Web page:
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Even amid some improvements from the recent change in hours, dining hall employees stressed the importance of expanding the number of roles in the dining halls and hiring more employees, explaining that student rush times can sometimes overwhelm even a full shift of workers. 

A dining room attendant at Ross who asked to remain anonymous spoke about the ways these issues can lead to staff turnover.

“We only have one or two people at a station that requires like four people, like the dishroom for example. So, those people get overloaded with work and they get frustrated, so they leave,” the employee said. “I think if we just had more open positions available, you’re then not relying on a few people to do a job that requires more people.”

The dining attendant also expressed frustration that the responsibilities of dining workers have grown with the return of 10 o’clock Ross, despite not having received any new staff members to work the extended hours.

While understaffing is the cause of many of these issues, student behavior has also frustrated several dining hall employees. Dining Services receives a garbage bag full of dishes every week from facilities that students have thrown away in trash cans. These dishes must be  sorted from the trash by facilities and subsequently washed by dining hall employees, according to one anonymous source who works in the dining halls.

Detora added that the difficulty of finding housing in Addison County results in a smaller applicant pool. Staff members in Dining Services agreed, citing their personal experiences with finding affordable places to live in the local area.

“I still live at home with my mom, and I’ve looked around for apartments… it’s just not affordable,” the dining hall attendant said.

Simpkins wrote that library staff frustrations around wages and the college’s budgeting has led to more staff turnover. A reference librarian position was removed entirely without prior notice during the early months of the Covid-19 pandemic, according to Simpkins. Additionally, he said the college’s collections budget has not kept pace with inflation, leading to staff dissatisfaction.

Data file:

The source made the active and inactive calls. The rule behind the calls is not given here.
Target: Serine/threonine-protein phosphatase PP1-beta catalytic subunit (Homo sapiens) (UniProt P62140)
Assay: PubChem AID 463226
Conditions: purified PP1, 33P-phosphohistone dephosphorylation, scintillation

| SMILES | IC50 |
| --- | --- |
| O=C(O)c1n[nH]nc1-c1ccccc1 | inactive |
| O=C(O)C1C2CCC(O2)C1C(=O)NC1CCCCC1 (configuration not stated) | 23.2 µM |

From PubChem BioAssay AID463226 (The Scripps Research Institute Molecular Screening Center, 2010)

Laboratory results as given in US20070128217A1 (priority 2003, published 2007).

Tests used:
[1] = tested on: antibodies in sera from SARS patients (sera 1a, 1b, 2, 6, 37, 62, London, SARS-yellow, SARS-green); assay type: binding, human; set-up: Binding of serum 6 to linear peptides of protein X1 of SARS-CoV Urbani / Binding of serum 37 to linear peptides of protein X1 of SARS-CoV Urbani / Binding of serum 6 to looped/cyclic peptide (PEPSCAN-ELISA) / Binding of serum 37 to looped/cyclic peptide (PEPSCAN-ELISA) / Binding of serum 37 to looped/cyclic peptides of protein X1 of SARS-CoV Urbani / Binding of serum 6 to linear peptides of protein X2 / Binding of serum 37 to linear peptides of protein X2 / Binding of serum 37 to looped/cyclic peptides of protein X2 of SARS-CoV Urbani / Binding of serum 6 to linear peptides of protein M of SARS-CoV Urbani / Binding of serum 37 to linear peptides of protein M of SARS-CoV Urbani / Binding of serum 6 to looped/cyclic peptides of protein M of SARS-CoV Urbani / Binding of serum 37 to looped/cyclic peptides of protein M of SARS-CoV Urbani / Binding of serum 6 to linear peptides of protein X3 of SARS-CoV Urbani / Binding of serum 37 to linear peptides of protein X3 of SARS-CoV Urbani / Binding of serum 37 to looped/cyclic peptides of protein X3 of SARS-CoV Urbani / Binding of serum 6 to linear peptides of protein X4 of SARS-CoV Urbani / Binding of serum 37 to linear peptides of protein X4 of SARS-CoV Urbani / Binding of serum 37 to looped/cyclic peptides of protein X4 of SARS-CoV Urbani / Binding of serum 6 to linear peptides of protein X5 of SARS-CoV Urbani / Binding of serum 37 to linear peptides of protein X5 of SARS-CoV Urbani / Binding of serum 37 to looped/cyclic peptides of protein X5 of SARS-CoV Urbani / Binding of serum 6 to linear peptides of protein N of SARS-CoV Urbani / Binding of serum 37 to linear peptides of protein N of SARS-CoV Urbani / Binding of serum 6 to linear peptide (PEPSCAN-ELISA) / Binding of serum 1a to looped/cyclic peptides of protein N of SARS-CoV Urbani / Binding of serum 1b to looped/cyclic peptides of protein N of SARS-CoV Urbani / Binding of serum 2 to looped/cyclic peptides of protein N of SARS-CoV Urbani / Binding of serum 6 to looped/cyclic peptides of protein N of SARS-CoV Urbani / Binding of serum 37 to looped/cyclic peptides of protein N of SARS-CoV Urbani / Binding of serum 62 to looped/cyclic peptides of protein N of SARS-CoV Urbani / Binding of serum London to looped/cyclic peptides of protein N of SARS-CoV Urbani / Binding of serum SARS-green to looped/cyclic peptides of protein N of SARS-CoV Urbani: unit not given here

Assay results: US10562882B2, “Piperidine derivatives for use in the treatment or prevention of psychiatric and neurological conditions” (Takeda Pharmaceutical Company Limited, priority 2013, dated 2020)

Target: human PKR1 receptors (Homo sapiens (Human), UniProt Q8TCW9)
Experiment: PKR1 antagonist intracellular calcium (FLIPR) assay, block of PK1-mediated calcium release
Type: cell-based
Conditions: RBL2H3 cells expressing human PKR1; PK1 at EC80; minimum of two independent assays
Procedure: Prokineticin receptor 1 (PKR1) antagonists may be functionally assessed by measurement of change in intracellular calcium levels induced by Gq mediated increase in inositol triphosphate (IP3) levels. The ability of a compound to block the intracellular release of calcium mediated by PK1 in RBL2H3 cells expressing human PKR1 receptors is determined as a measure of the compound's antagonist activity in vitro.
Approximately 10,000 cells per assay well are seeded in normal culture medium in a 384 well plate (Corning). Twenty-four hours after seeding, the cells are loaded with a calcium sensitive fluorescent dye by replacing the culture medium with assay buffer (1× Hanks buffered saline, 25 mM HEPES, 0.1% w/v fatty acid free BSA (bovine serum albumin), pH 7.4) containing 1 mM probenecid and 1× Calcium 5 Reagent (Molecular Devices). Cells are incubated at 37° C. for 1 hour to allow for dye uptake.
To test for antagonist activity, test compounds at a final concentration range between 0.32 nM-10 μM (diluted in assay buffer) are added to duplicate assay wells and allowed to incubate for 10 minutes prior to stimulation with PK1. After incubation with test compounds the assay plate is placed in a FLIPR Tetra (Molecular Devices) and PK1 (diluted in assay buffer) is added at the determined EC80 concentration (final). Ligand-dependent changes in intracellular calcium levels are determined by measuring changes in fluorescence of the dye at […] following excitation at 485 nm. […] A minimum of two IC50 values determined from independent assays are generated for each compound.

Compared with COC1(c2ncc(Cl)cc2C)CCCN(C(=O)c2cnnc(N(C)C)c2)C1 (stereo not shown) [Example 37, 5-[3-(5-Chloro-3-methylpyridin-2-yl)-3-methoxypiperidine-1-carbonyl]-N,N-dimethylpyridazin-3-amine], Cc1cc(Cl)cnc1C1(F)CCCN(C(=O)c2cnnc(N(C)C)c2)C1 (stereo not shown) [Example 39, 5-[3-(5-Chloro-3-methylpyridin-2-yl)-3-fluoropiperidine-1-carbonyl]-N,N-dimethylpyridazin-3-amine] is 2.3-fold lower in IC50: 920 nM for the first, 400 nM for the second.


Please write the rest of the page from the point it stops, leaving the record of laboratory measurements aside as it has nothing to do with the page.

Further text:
While the budget cuts alone frustrated some staff enough to leave the college, the hard cap on salaries in the skill matrix compensation system also led to staff dissatisfaction in the library in particular, according to Simpkins. 

“I have personally witnessed how it saps morale like crazy and how it effectively penalizes current long-serving staff… it also undermines the new system of skill matrix promotions and annual market reviews by nullifying what should be a substantial salary increase,” Simpkins wrote. “It's frankly a terrible feature of the current compensation system, especially when it affects staff in lower graded positions.” 

Tim Parsons, the college’s landscape horticulturist, also discussed the compensation system and the lack of salary adjustments for cost-of-living increases in the area. Adjustments to staff salary pay grades are given according to market research on salaries at peer institutions based on an aggregate of factors, including cost-of-living, but there is no specific cost-of-living increase to wages. 

Wages for staff have not kept pace with inflation since the Covid-19 pandemic, according to the Middlebury Chapter of the American Association of University Professors (AAUP). The current minimum wage at the college is $17.60 per hour, while a livable wage for a single adult with no children in Addison County is $23.33 per hour, according to the MIT Living Wage Calculator

“Are we always going to be playing catchup?” Parsons asked. 

Frago wrote optimistically about his experience working in the kitchen this year and stressed the importance of the student body understanding the staff’s perspective. 

“Many employees were once in college themselves, and have experienced dining as a student. They know that not everyone will like everything at each meal, but they take pride in their work and do far more than they are given credit for,” Frago said.

Simpkins stressed the work staff members do to keep the college functioning every day, forced to pick up extra slack when departments are understaffed. “Staff keep this place running, and it feels like we bear most of the burden for balancing the budget,” Simpkins wrote.


Tejas Srinivasan

Tejas Srinivasan '24 (he/him) is an Editor at Large.

Originally from Cincinnati, Ohio, Tejas previously served as an opinion editor. He spent his junior year in London at King’s College. Outside of The Campus, he also hosts a podcast called Cultural Mixtapes which he started in the summer of 2022. Tejas is an English Major, on the literature track, with a music minor.